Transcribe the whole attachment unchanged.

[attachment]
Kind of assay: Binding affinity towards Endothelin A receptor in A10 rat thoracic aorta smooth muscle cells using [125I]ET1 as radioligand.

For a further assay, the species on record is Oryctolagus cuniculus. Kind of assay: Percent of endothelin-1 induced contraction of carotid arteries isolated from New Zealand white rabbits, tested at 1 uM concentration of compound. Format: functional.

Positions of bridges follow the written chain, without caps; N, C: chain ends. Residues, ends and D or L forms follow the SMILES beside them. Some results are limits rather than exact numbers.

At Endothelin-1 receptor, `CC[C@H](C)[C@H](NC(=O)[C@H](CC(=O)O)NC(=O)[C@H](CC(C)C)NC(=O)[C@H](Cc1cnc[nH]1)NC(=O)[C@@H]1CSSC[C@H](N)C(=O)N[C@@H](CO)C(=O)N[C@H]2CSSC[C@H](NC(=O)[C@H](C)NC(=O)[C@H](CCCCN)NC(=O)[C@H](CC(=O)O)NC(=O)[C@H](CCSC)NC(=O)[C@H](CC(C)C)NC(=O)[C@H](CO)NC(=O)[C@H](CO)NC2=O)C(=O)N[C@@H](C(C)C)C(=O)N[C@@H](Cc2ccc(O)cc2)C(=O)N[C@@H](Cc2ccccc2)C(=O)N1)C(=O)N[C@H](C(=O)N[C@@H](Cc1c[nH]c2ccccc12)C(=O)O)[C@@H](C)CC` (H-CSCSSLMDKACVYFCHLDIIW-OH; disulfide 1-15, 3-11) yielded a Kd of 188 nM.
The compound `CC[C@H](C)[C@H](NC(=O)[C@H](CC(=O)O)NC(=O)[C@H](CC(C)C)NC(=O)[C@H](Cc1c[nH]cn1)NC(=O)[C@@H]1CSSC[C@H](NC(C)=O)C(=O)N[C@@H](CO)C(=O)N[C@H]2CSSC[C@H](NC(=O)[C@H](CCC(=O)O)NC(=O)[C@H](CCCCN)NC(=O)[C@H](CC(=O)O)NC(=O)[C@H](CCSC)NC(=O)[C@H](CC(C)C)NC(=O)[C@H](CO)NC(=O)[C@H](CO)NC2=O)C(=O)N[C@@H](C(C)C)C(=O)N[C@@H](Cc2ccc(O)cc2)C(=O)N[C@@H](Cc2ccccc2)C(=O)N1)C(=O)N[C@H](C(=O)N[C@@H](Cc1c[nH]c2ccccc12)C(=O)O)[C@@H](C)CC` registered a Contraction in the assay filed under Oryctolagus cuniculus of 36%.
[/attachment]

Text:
Kind of assay: Binding affinity towards Endothelin A receptor in A10 rat thoracic aorta smooth muscle cells using [125I]ET1 as radioligand.

For a further assay, the species on record is Oryctolagus cuniculus. Kind of assay: Percent of endothelin-1 induced contraction of carotid arteries isolated from New Zealand white rabbits, tested at 1 uM concentration of compound. Format: functional.

Positions of bridges follow the written chain, without caps; N, C: chain ends. Residues, ends and D or L forms follow the SMILES beside them. Some results are limits rather than exact numbers.

At Endothelin-1 receptor, `CC[C@H](C)[C@H](NC(=O)[C@H](CC(=O)O)NC(=O)[C@H](CC(C)C)NC(=O)[C@H](Cc1cnc[nH]1)NC(=O)[C@@H]1CSSC[C@H](N)C(=O)N[C@@H](CO)C(=O)N[C@H]2CSSC[C@H](NC(=O)[C@H](C)NC(=O)[C@H](CCCCN)NC(=O)[C@H](CC(=O)O)NC(=O)[C@H](CCSC)NC(=O)[C@H](CC(C)C)NC(=O)[C@H](CO)NC(=O)[C@H](CO)NC2=O)C(=O)N[C@@H](C(C)C)C(=O)N[C@@H](Cc2ccc(O)cc2)C(=O)N[C@@H](Cc2ccccc2)C(=O)N1)C(=O)N[C@H](C(=O)N[C@@H](Cc1c[nH]c2ccccc12)C(=O)O)[C@@H](C)CC` (H-CSCSSLMDKACVYFCHLDIIW-OH; disulfide 1-15, 3-11) yielded a Kd of 188 nM.
The compound `CC[C@H](C)[C@H](NC(=O)[C@H](CC(=O)O)NC(=O)[C@H](CC(C)C)NC(=O)[C@H](Cc1c[nH]cn1)NC(=O)[C@@H]1CSSC[C@H](NC(C)=O)C(=O)N[C@@H](CO)C(=O)N[C@H]2CSSC[C@H](NC(=O)[C@H](CCC(=O)O)NC(=O)[C@H](CCCCN)NC(=O)[C@H](CC(=O)O)NC(=O)[C@H](CCSC)NC(=O)[C@H](CC(C)C)NC(=O)[C@H](CO)NC(=O)[C@H](CO)NC2=O)C(=O)N[C@@H](C(C)C)C(=O)N[C@@H](Cc2ccc(O)cc2)C(=O)N[C@@H](Cc2ccccc2)C(=O)N1)C(=O)N[C@H](C(=O)N[C@@H](Cc1c[nH]c2ccccc12)C(=O)O)[C@@H](C)CC` registered a Contraction in the assay filed under Oryctolagus cuniculus of 36%.